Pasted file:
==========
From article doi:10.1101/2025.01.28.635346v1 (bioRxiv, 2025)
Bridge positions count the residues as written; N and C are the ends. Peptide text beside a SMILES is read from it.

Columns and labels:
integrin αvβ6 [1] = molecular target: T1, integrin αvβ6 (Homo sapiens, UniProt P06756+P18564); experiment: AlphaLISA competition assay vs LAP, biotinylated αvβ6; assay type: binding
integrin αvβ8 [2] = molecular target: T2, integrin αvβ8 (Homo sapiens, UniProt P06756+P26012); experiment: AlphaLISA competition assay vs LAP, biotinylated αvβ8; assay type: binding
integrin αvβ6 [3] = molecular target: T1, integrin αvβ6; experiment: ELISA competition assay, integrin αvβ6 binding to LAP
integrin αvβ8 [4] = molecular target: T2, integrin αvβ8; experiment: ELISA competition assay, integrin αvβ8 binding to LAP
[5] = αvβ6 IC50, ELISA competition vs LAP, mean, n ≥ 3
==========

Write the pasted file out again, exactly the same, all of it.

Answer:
From article doi:10.1101/2025.01.28.635346v1 (bioRxiv, 2025)
Bridge positions count the residues as written; N and C are the ends. Peptide text beside a SMILES is read from it.

Columns and labels:
integrin αvβ6 [1] = molecular target: T1, integrin αvβ6 (Homo sapiens, UniProt P06756+P18564); experiment: AlphaLISA competition assay vs LAP, biotinylated αvβ6; assay type: binding
integrin αvβ8 [2] = molecular target: T2, integrin αvβ8 (Homo sapiens, UniProt P06756+P26012); experiment: AlphaLISA competition assay vs LAP, biotinylated αvβ8; assay type: binding
integrin αvβ6 [3] = molecular target: T1, integrin αvβ6; experiment: ELISA competition assay, integrin αvβ6 binding to LAP
integrin αvβ8 [4] = molecular target: T2, integrin αvβ8; experiment: ELISA competition assay, integrin αvβ8 binding to LAP
[5] = αvβ6 IC50, ELISA competition vs LAP, mean, n ≥ 3